Unto the house where I was. Where this house was, and what was the name of its owner, were questions foreign to St. Peter’s mode of making his statement (see notes on Acts 10:6; Acts 10:42).
Sent from Cæsarea unto me. The naming of the place was of consequence (see notes above on the naming of Joppa, Acts 11:5). The words ‘unto me’ are emphatic (see above on Acts 10:5; Acts 10:22; Acts 10:32; and comp. Acts 15:7).
Acts 11:12. The Spirit bade me go with them (see note on Acts 10:19-20). The words ‘get thee down,’ which we find in the direct narrative, are omitted here. This is consistent. St. Peter had said nothing of having gone up to the house-top.
Moreover these six brethren accompanied me. Here suddenly we learn for the first time two facts respecting these his companions and witnesses, first, that ‘they of the circumcision,’ who accompanied him from Joppa to Cæsarea (Acts 10:23; Acts 10:45), were six in number; and secondly, that they had accompanied him also to Jerusalem. This second fact has extreme significance, and shows how deep an impression had been made by the recent events at Caesarea and Joppa, and how careful and deliberate was the course adopted by St. Peter, in order to bring conviction home to his brother apostles and the Christians at Jerusalem generally. The phrase ‘ these six brethren,’ marking the vividness of his appeal to them at the moment of speaking, should not be unobserved (comp. Acts 20:34).
We entered into the man’s house. He condenses into a very short space the account of the journey and the reception, which, in the other narrative, had been given at some length. Another point, too, we should not fail to remark. St. Peter simply terms Cornelius ‘the man.’ There would have been nothing persuasive in his dwelling on the military rank of Cornelius, or his position at Caesarea, or on the honourable character of the corps to which he belonged. These particulars would have been positively distasteful to his Jewish listeners. Even as regards the personal character of Cornelius, his habit of prayer, his generous almsgiving, his faithful discharge of domestic duty, it would not have been politic in Peter to have laid stress on these points before an audience full of prejudice against the Heathen, and reluctant to recognise the existence of true religion except under Hebrew conditions; nor were these the circumstances which had brought Peter to his present conviction. On the other hand, there was much point in his saying, however briefly, that he ‘ entered into the man’s house.’ This was the very ground of the censure under which Peter had fallen (see Acts 11:3).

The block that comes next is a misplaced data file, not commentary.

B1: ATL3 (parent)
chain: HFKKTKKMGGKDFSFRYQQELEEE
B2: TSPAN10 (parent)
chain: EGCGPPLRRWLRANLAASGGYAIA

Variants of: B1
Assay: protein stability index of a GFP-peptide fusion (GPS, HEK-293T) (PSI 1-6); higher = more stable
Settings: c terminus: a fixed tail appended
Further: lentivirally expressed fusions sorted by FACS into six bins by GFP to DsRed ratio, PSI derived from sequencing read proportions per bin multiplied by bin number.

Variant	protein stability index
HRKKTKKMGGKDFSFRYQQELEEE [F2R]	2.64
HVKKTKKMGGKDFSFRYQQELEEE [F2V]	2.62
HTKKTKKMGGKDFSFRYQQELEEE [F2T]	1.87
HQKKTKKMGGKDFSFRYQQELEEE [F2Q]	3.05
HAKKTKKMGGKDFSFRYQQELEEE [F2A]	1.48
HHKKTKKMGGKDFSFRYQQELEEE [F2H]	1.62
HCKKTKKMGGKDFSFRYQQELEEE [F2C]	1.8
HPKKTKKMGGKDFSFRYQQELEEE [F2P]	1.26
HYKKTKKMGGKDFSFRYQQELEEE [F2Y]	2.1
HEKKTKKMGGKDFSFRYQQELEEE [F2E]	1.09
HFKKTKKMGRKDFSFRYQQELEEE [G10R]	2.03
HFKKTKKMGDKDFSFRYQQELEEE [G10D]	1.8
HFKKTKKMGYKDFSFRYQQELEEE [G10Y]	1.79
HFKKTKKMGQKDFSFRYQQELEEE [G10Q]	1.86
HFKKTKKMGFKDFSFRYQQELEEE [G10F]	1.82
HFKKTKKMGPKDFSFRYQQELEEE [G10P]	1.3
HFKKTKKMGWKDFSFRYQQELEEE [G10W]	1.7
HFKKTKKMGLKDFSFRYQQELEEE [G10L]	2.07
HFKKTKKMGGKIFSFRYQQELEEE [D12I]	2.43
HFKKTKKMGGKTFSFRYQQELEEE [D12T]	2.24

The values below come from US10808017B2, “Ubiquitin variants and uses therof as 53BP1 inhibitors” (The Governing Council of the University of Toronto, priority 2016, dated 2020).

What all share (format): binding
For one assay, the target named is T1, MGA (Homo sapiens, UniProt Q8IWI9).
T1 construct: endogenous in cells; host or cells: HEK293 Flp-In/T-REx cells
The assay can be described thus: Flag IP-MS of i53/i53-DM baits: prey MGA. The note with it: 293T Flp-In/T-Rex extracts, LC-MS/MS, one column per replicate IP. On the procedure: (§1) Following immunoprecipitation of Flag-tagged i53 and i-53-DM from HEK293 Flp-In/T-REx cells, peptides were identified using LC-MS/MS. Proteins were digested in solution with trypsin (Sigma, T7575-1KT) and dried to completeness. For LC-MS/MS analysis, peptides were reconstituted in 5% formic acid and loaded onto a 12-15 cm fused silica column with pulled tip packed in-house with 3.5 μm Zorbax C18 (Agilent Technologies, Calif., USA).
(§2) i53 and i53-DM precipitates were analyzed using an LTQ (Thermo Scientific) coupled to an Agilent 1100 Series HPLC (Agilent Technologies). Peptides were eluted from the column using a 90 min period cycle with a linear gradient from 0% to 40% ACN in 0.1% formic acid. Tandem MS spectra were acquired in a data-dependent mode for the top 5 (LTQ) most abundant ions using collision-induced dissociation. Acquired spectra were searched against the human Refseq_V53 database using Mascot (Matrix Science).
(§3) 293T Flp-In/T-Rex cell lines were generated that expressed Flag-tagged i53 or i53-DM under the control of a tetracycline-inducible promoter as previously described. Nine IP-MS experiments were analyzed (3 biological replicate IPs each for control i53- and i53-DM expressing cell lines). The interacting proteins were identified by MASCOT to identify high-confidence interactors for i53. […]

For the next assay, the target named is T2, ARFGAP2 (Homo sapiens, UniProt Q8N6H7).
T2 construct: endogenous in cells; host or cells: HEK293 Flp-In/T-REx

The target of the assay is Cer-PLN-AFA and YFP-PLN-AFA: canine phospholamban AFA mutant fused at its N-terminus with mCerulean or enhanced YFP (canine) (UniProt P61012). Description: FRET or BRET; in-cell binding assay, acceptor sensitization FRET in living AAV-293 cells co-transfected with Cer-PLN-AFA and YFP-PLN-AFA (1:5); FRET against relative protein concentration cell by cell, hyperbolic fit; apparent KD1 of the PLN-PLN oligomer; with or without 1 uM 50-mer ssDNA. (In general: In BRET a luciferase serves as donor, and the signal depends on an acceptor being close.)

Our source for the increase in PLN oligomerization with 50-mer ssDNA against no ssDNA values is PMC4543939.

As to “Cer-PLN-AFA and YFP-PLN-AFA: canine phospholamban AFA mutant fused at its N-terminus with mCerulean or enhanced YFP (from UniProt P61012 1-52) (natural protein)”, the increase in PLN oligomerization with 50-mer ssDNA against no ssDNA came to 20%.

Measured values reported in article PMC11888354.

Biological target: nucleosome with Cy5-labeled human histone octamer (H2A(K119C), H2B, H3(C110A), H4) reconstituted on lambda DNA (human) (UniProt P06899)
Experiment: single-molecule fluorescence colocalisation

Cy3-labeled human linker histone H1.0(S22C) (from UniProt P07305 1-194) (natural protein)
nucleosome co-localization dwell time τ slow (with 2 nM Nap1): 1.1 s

Acts 11:13. How he had seen an angel. The Greek distinctly requires that this should be ‘ the angel.’ This is not the case in Acts 10:22. Probably the mention of this angel was a conspicuous part of the story as it reached the ears of the apostles at Jerusalem; and to their minds it must have appeared a very grave part of the whole subject. This mode of making a revelation was in accordance with many parts of Hebrew history, and with their own experience after the Resurrection and at the Ascension. If an angel had appeared to ‘this man,’ this at least raised a serious question demanding very careful attention.